Last Thursday, the Senate voted largely along party lines to confirm David Bernhardt, a former corporate lobbyist for the oil industry, as the nation's new secretary of Interior. Four days later, as the New York Times reported, he became the subject of an ethics investigation.
The Interior Department's internal watchdog has opened an investigation into ethics complaints against the agency's newly installed secretary, David Bernhardt. [...]Eight senators, all Democrats, and four government ethics watchdog groups have requested that the Interior Department's inspector general open formal investigations into various aspects of Mr. Bernhardt's conduct. Among the chief complaints have been allegations, revealed by three separate New York Times investigations, that Mr. Bernhardt used his position to advance a policy pushed by his former lobbying client; that he continued working as a lobbyist after filing legal paperwork declaring that he had ceased lobbying; and that he intervened to block the release of a scientific report showing the harmful effects of a chemical pesticide on certain endangered species.
There are a handful of ways to look at a story like this one. The first is to note the incredible speed with which the Republican cabinet secretary found himself facing an ethics probe.
Bernhardt certainly isn't the first member of Donald Trump's team to find himself under investigation, but the Interior secretary may have set some kind of land-speed record: he was confirmed on April 11, only to receive word about an ethics inquiry on April 15.
The second is to ask how in the world 56 senators voted to confirm this guy. None of the controversies surrounding Bernhardt is new; each were well documented before his nomination reached the Senate floor. (While serving as former Secretary Ryan Zinke's deputy, Bernhardt had so many conflicts of interest, the Washington Post reported last year that he had to "carry a small card listing them all," because he "worked for years as a lobbyist representing many of the very businesses he now regulates.")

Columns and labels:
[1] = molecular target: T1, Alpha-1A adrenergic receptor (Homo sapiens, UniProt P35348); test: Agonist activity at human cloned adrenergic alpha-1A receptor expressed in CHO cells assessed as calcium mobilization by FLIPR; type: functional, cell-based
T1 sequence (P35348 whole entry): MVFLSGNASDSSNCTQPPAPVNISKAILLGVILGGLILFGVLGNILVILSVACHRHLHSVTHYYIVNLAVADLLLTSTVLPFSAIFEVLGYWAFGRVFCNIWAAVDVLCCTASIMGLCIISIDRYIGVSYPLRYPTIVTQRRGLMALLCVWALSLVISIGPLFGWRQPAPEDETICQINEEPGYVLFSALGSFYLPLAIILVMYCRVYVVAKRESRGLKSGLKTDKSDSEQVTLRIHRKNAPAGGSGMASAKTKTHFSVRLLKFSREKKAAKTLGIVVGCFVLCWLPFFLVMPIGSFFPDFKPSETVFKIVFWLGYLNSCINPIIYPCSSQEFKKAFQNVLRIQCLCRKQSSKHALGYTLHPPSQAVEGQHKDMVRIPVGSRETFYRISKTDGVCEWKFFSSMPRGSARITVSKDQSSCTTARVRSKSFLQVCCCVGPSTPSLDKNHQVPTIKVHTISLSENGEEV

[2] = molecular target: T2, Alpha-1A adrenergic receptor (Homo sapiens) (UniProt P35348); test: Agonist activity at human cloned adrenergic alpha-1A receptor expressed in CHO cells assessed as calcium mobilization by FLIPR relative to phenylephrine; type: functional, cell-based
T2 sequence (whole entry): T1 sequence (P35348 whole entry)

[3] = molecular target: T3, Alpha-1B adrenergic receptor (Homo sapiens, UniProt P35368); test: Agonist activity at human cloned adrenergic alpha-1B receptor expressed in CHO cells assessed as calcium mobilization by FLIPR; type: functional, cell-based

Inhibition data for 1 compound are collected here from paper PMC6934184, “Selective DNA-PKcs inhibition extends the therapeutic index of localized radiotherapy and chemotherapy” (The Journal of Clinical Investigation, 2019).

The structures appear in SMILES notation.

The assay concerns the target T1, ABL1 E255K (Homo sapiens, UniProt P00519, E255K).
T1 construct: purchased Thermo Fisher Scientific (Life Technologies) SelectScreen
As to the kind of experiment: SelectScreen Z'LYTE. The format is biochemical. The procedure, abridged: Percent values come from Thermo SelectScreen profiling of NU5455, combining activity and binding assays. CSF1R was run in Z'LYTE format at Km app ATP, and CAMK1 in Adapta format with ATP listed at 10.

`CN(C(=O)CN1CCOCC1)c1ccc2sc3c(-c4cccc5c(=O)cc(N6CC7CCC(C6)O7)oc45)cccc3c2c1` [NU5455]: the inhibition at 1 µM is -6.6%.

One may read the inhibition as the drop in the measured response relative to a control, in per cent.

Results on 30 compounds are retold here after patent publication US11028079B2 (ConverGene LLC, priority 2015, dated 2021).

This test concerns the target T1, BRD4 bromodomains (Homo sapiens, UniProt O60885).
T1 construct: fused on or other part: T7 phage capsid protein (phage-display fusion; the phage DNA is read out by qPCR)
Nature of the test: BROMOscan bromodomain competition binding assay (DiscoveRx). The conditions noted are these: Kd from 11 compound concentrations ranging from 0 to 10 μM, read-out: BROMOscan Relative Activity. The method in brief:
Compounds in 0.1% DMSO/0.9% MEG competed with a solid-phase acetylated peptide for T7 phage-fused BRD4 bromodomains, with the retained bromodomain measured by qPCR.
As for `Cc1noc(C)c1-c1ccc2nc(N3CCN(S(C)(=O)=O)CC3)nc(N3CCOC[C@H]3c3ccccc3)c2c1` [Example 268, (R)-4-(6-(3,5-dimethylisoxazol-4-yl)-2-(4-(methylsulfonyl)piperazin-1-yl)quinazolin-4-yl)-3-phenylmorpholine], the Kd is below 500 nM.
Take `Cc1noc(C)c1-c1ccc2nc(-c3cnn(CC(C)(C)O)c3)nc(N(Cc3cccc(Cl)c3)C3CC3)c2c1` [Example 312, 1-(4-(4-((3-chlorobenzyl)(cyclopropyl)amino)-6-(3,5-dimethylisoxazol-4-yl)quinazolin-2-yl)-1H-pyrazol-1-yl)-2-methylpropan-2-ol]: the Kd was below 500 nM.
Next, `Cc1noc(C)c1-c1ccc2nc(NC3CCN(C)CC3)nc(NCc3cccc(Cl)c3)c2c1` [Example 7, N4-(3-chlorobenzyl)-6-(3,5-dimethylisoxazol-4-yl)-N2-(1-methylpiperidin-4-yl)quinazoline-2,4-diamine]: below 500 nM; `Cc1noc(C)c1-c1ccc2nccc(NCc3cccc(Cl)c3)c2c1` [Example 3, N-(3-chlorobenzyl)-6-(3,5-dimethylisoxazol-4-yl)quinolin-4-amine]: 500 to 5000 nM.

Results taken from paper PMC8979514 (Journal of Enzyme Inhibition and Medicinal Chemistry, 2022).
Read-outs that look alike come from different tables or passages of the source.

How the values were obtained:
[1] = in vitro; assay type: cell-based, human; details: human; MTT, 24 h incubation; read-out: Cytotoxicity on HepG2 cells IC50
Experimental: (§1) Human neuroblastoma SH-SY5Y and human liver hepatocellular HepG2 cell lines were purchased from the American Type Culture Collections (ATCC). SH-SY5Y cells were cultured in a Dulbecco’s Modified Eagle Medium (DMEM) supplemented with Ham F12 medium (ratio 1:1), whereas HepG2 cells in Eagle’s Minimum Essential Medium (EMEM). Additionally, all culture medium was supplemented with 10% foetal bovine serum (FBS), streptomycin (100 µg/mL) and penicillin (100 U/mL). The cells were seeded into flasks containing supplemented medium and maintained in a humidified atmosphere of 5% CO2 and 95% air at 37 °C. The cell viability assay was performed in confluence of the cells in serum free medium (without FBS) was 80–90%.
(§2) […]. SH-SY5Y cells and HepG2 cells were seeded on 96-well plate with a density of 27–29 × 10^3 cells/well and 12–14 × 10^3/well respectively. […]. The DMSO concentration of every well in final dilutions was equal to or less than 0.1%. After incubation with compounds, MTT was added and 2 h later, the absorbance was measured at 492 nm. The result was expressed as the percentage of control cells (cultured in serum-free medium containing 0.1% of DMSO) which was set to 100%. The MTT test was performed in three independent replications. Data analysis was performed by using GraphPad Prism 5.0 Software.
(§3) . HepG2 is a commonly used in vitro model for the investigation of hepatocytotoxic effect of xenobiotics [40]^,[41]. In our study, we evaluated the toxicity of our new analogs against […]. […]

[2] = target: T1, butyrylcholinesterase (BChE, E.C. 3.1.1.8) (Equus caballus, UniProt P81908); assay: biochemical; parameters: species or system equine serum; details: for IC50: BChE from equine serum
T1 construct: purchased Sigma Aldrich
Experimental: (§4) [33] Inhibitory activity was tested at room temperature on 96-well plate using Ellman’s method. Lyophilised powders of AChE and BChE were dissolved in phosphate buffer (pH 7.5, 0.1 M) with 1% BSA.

And yet, every GOP senator, including the ostensible "moderates," voted to confirm Bernhardt anyway.
Finally, there's the fact that the president's newest cabinet secretary can take some solace in the fact that he has lots of company on Team Trump. Circling back to our earlier coverage, the ethics probe into Bernhardt comes on the heels of federal prosecutors presenting evidence to a grand jury Ryan Zinke, Bernhardt's immediate predecessor.
Around the same time that story came to light, we learned new details about Alex Acosta, Trump’s Labor secretary, who allegedly broke the law while shielding a politically connected sex trafficker.
About a year ago, NBC News published a list of Trump administration figures accused of crossing ethical and/or legal lines, and the list wasn’t at all short. Even putting aside the investigations into the president and his multifaceted operation, the list included familiar controversies involving former EPA Administrator Scott Pruitt, former HHS Secretary Tom Price, former regulatory adviser Carl Icahn, HUD Secretary Ben Carson, former CDC Director Brenda Fitzgerald, and White House counselor Kellyanne Conway.
And that wasn’t an exhaustive list. As we discussed at the time, there have been related controversies surrounding Treasury Secretary Steven Mnuchin and former VA Secretary David Shulkin.
While we’re at it, let’s also not overlook controversies surrounding Commerce Secretary Wilbur Ross and former FEMA Director Brock Long. Acting Defense Secretary Patrick Shanahan is also facing an ethics probe -- and he hasn't even been nominated for his current post, much less confirmed.
Remember in 2016 when voters were told a vote for Hillary Clinton would be a vote for years’ worth of exhausting investigations and scandals?